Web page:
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React and React Native - a Must-Know Duo for Developers

Hristina Ćirović, Junior Software Developer

Nowadays, people use various kinds of devices. Almost everything is digitized, from booking cabs, shopping online, ordering food to online banking. In addition, users want easy access to the same apps and services on different devices, that will have good responsiveness and user experience.

Having this in mind, as a developer with the basic knowledge of JavaScript, CSS and React, you can speed up your performance because you will be able to apply different and adequate solutions, depending on the device you want to create your app for. To begin with, let’s go over the main points of these two technologies and why it is useful to understand them.

React vs. React Native

React is an open-source JavaScript library intended to build user interface for web applications. Its simple syntax makes it easier to write and read code, and in return offers more functionality.

Thanks to the virtual DOM, React compares previous states and re-renders the only that part of tree that has been changed, which contributes to higher performance of the app.

 React Native represents an extension of React and is used to build mobile apps for Android and iOS applications. It comes with the group of embedded Native components.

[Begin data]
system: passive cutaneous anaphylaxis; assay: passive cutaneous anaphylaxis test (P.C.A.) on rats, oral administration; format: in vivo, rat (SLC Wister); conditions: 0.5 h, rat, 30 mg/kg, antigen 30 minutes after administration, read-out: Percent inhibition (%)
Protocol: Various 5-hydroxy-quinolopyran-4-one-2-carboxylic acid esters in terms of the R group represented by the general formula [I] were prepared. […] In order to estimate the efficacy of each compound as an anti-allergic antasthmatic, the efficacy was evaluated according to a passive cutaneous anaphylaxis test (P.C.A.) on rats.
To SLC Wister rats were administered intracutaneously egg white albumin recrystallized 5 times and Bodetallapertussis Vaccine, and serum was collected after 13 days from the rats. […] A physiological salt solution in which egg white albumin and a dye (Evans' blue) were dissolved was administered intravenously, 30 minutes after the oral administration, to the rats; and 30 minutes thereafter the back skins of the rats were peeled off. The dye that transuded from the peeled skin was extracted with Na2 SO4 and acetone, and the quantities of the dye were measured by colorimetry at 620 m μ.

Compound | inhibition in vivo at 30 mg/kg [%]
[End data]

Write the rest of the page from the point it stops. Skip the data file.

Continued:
Building Blocks

To understand React Native, you need to know the React core concept.

The building blocks of that core are

  • Components – it comes in two types of Class components and Function components, unifies JavaScript code, and returns HTML
  • JSX – enables you to have the same file, working with state changes, data display and event handling.
  • State and Props – state is an object integrated in React that contains information about the component and can be updated, while props are information that we are passing to child component, and they are not mutable
  • React Hooks – reusable functions that access state and represent adapted logic from lifecycle methods. They arise from the complexity of class components when it comes to state management. More details about hooks can be found on site.

Knowing this, you can dive into React Native since they share in the base the same logic: components, props and state.